elegant started as a tracking code, and it is still well-suited to this task. elegant tracks in the 6-dimensional phase space (x,x′,y,y′,s,δ), where x (y) is the horizontal (vertical) transverse coordinate, primed quantities are slopes, s is the total, equivalent distance traveled, and δ is the fractional momentum deviation. Note that these quantities are commonly referred to as (x, xp, y, yp, s, dp) in the namelists, accelerator element parameters, and output files. (“dp” is admittedly confusing—it is supposed to remind the user of ΔP∕Po. Sometimes this quantity is referred to as “delta.”)
In some elements, elegant uses canonical coordinates in place of the slopes. These are defined as
The inverse relationship is
Tracking may be performed using matrices (of selectable order), canonical kick elements, numerically integrated elements, or any combination thereof. For most elements, second-order matrices are available; matrix concatenation can be done to any order up to third. Canonical kick elements are available for bending magnets, quadrupoles, sextupoles, and higher-order multipoles; all of these elements also support optional classical synchrotron radiation losses. Among the numerically integrated elements available are extended-fringe-field bending magnets and traveling-wave accelerators. A number of hybrid elements exist that have first-order transport with exact time dependence, e.g., RF cavities. Some of the more unusual elements available are third-order alpha-magnets[5, 4], time-dependent kicker magnets, voltage-ramped RF cavities, beam scrapers, and beam-analysis “screens.”
Several elements support simulation of collective effects, such as short- and long-range wakefields, resonator impedances, intra-beam scattering, coherent synchrotron radiation, and the longitudinal space charge impedance.
A wide variety of output is available from tracking, including centroid and sigma-matrix output along the accelerator, phase space output at arbitrary locations, turn-by-turn moments at arbitrary locations, histograms of particle coordinates, coordinates of lost particles, and initial coordinates of transmitted particles. In addition to tracking internally generated particle distributions, elegant can track distributions stored in external files, which can either be generated by other programs or by previous elegant runs. Because elegant uses SDDS format for reading in and writing out particle coordinates, it is relatively easy to interface elegant to other programs using files that can also be used with SDDS to do post-processing for the programs.
elegant allows the addition of random errors to virtually any parameter of any accelerator element. One can correct the orbit (or trajectory), tunes, and chromaticity after adding errors, then compute Twiss parameters, track, or perform a number of other operations. elegant makes it easy to evaluate a large number of ensembles (“seeds”) in a single run. Alternatively, different ensembles can be readily run of different CPUs and the SDDS output files combined.
In addition to randomly perturbing accelerator elements, elegant allows one to systematically vary any number of elements in a multi-dimensional grid. As before, one can track or do other computations for each point on the grid. This is a very useful feature for the simulation of experiments, e.g., emittance measurements involving beam-size measurements during variation of one or more quadrupoles.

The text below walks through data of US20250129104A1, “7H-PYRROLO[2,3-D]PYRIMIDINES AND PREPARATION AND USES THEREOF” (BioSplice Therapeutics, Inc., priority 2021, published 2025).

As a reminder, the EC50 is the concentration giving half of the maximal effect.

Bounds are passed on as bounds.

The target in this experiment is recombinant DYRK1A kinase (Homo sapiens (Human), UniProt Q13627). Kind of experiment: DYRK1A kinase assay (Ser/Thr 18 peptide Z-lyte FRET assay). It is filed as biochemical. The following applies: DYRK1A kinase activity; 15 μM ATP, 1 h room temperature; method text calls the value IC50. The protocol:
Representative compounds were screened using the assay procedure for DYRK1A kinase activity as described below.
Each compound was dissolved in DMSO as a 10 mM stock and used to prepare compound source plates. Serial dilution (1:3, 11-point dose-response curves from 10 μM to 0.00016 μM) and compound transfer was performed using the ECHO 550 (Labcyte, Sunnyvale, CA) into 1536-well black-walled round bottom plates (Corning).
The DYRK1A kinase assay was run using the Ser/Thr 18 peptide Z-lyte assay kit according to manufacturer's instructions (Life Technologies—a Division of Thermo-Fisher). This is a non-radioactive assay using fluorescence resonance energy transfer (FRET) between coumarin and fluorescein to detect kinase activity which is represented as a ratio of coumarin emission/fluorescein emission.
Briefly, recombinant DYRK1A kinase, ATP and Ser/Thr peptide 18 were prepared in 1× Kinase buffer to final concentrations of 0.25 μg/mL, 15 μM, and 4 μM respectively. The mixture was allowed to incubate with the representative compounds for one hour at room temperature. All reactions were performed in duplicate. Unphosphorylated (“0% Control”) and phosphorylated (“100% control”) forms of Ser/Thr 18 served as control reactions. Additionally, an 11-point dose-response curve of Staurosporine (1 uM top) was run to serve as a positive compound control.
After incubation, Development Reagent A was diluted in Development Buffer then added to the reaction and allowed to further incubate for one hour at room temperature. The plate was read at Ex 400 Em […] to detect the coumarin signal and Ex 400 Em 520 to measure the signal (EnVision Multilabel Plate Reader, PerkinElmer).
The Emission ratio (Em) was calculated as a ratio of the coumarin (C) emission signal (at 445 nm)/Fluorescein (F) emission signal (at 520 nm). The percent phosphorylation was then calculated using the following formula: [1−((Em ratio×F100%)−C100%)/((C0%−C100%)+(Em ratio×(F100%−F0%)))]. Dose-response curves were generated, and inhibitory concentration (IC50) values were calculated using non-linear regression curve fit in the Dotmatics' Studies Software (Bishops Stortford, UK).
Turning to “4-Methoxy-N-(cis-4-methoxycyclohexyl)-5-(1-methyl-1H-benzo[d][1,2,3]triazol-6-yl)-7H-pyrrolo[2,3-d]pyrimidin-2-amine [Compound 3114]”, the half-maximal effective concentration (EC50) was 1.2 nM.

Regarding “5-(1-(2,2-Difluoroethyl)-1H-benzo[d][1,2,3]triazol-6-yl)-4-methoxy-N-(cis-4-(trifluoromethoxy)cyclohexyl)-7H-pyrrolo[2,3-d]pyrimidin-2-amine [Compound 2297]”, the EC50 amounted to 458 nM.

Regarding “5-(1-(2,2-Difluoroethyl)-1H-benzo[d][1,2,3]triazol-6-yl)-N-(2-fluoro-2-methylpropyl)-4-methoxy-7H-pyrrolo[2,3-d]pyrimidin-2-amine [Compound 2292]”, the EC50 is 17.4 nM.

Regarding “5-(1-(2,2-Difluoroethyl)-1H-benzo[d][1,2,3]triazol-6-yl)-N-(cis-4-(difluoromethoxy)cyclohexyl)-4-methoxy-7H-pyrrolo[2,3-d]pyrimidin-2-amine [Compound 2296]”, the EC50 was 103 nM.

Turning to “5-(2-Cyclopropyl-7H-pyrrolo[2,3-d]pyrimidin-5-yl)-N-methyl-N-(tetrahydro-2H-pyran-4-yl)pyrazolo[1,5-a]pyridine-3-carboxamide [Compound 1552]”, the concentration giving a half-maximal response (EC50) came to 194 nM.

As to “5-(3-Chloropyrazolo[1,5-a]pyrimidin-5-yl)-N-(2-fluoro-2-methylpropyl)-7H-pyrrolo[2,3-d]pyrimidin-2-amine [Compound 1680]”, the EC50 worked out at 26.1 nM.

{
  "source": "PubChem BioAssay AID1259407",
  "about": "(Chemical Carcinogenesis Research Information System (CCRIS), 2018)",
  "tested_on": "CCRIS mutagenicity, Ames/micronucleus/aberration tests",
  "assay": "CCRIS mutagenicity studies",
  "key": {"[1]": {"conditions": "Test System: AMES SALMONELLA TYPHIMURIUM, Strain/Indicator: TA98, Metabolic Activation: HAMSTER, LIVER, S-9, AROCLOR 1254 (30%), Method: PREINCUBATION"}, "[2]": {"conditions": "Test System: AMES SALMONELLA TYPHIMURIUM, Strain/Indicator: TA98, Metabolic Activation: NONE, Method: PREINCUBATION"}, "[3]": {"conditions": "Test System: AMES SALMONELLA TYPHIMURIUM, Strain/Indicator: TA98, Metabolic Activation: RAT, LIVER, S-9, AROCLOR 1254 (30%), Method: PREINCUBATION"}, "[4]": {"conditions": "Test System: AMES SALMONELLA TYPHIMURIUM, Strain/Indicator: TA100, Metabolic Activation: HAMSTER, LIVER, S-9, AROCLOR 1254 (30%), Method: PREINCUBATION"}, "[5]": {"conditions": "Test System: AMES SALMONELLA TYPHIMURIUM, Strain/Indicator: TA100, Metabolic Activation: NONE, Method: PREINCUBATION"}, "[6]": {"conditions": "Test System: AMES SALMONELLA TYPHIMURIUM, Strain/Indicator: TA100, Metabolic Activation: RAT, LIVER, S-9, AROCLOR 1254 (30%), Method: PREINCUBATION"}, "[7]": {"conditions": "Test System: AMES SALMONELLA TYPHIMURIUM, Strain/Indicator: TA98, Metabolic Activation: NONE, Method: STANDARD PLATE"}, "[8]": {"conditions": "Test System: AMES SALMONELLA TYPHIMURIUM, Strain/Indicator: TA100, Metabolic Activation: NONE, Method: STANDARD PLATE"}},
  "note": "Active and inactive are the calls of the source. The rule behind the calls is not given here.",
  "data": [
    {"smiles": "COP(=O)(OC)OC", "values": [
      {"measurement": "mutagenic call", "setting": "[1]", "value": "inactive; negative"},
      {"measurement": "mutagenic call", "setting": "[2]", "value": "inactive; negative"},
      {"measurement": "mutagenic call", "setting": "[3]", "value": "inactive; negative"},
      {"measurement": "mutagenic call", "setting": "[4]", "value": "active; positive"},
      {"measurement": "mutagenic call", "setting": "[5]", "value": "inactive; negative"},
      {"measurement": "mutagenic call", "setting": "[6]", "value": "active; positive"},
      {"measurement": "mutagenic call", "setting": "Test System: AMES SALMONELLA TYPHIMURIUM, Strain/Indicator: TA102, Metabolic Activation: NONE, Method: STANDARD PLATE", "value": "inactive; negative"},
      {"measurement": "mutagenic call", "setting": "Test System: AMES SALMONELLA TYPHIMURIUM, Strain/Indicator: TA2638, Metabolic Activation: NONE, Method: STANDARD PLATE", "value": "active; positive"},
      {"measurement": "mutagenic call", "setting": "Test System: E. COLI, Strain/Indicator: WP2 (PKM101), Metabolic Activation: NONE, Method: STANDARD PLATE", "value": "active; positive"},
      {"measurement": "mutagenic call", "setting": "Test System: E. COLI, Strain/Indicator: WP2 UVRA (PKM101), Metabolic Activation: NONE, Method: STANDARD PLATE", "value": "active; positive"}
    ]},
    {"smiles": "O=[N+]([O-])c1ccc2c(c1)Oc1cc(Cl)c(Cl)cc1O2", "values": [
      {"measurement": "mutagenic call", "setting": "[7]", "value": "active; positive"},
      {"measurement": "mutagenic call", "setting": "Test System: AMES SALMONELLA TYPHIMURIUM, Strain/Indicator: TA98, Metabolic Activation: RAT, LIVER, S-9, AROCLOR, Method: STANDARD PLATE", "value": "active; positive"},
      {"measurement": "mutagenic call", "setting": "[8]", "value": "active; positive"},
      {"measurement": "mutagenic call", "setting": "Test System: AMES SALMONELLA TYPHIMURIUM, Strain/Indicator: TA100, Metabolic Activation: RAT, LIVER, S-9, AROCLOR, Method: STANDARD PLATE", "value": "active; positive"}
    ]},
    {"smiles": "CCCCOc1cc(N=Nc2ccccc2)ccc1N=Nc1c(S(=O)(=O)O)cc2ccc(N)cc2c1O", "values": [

Like many accelerator codes, elegant does accelerator optimization. It will optimize a user defined function of the transfer matrix elements (up to third-order), beta functions, tunes, chromaticities, radiation integrals, natural emittance, floor coordinates, beam moments, etc. It also has the ability to optimize results of tracking using a user-supplied function of the beam parameters at one or more locations. This permits solution of a wide variety of problems, from matching a kicker bump in the presence of nonlinearities to optimizing dynamic aperture by adjusting sextupoles.
elegant provides several methods for determining accelerator aperture, whether dynamic or physical. One may do straightforward tracking of an ensemble of particles that occupies at uniform grid in (x, y) space. One may also invoke a search procedure that finds the aperture boundary. A related feature is the ability to determine the frequency map for an accelerator, to help identify aperture-limiting resonances.
In addition to using analytical expressions for the transport matrices, elegant supports computation of the first-order matrix and linear optics properties of a circular machine based on tracking. A common application of this is to compute the tune and beta-function variation with momentum offset by single-turn tracking of a series of particles. This is much more efficient than, for example, tracking and performing FFTs (though elegant will do this also). This both tests analytical expressions for the chromaticity and allows computations using accelerator elements for which such expressions do not exist (e.g., a numerically integrated bending magnet with extended fringe fields).
A common application of random error simulations is to set tolerances on magnet strength and alignment relative to the correctability of the closed orbit. A more efficient way to do these calculations is to use correct-orbit amplification factors. elegant the computes amplification factors and functions for corrected and uncorrected orbits and trajectories pertaining to any element that produces an orbit or trajectory distortion. It simultaneously computes the amplification functions for the steering magnets, in order to determine how strong the steering magnets will need to be.